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Recently the US conservatorship system has been brought to the forefront due to the issues surrounding the management of the finances and welfare of pop star Britney Spears. This has led to a powerful campaign on social media which is now known as the #FreeBritney campaign.
This campaign has led to widespread coverage of the case and even the proposal of a new legislation. The Freedom and Right to Emancipate from Exploitation (Free) Act would see the position in the US come slightly more in line with the UK by introducing the option to appoint a public conservator.
Here we look at what a Conservatorship currently is and what would happen to Britney if she was a UK national.
What is Conservatorship?
Conservatorship is a legal concept in the US. The court appoints a responsible person or organisation ("the Conservator") to make decisions on behalf of an individual who lacks the mental capacity to make decisions for themselves in relation to their personal welfare and/or finances.
In relation to Britney, her father was appointed as her Conservator in 2008 following a series of public breakdowns.
The UK Equivalent
The UK equivalent to Conservatorship is called Deputyship and the individual appointed is called the Deputy. A Deputy is appointed when an individual is deemed by the Court of Protection to lack mental capacity. A Deputy can also be appointed in respect of an individual's financial affairs and/or health and welfare.
An individual may lack capacity for several reasons such as dementia, brain injury, mental illness, cerebral palsy etc.
The rules in relation to Deputies in England and Wales are governed by the Mental Capacity Act 2005 which provides principles that must be adhered to ensure that the individual is protected. The Deputy must comply with the powers granted to them by the Court and the five statutory principles in section 1 of the Mental Capacity Act 2005 which summarized are as follows:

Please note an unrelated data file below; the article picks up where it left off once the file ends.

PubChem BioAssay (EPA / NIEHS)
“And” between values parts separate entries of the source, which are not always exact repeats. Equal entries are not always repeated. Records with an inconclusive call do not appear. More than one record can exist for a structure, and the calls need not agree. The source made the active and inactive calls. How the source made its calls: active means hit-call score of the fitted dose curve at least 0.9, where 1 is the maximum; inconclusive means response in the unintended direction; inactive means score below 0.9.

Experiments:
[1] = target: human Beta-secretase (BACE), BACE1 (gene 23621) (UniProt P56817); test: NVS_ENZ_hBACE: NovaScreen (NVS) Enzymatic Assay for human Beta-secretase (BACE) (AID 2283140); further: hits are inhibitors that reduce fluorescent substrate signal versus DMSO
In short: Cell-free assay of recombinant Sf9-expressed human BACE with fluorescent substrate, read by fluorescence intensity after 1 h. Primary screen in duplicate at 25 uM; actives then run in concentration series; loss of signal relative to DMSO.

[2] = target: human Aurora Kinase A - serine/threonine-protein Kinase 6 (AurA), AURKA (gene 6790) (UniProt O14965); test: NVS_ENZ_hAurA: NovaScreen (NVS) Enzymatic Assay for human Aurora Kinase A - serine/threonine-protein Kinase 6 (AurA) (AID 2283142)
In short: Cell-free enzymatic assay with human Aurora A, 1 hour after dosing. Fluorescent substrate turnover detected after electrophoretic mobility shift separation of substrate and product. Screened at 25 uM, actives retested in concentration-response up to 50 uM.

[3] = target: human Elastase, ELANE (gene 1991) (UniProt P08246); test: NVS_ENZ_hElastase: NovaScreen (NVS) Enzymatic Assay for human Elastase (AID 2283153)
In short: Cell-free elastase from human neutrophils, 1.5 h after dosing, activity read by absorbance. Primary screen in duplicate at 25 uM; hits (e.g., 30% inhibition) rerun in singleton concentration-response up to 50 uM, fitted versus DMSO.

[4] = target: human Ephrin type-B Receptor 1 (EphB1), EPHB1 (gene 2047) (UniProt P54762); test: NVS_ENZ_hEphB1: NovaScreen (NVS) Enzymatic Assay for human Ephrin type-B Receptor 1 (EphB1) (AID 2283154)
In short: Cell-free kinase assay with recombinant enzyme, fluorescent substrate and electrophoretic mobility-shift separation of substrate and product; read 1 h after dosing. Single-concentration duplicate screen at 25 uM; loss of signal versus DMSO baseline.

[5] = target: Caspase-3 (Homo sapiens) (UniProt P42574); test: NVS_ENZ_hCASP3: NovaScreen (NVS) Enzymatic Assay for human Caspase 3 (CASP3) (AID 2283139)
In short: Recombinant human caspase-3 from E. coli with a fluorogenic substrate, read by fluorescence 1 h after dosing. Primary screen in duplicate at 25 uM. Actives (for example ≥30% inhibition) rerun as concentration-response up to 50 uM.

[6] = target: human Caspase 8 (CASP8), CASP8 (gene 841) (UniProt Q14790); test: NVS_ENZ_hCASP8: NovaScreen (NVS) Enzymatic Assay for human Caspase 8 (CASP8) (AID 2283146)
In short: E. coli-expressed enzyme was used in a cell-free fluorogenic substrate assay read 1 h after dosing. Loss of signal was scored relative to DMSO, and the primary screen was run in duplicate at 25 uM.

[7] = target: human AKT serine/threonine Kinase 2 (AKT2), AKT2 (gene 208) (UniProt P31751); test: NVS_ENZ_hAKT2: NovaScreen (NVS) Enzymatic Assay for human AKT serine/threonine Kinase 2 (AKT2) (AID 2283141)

Similarities between the two
Some similarities between the two systems are as follows:
Differences between the two
Some differences are as follows:
This case highlights the system in the event that an individual lacks mental capacity. Unfortunately, most individuals are not aware of the deputyship process in the UK until such time that a loved one requires a Deputy.
In the US and UK the Conservatorship/Deputyship can end if a person recovers their mental capacity. Whilst we have not been party to the medical records of Britney we cannot say if she should still be subject to the conservatorship order as it will be based on whether she is deemed to have mental capacity. However based on the information that is being released, it has been argued that her father has not acted in her best interests.
If this case was in front of the Court of Protection in the UK, the Court would consider if the removal of Mr Spears would be in Britney's best interests and would remove him if that was the case.
One final point
It is important to understand that the deputyship system is different from a Lasting Power of Attorney (LPA)
An individual can enter into an LPA only when they have mental capacity. An individual can appoint a person to act as their attorney which will allow them to make decisions on their behalf.
In the event that an individual loses mental capacity then they can have peace of mind that their financial affairs/health will be looked after by the person/people they have chosen. Their family members would therefore not need to go down the deputyship route as the LPA would take effect.
It is also a much shorter and less expensive process than deputyship and therefore something that all individuals should consider.
If you require any further information on Deputyship or Lasting Power of Attorneys, please contact our private client team here.
This article was written by Cansu Hussein, Solicitor in our Private Client Team The contents of this article are for the purposes of general awareness only. They do not purport to constitute legal or professional advice. Specific legal advice should be taken on each individual matter. This article is based on the law as of July 2021.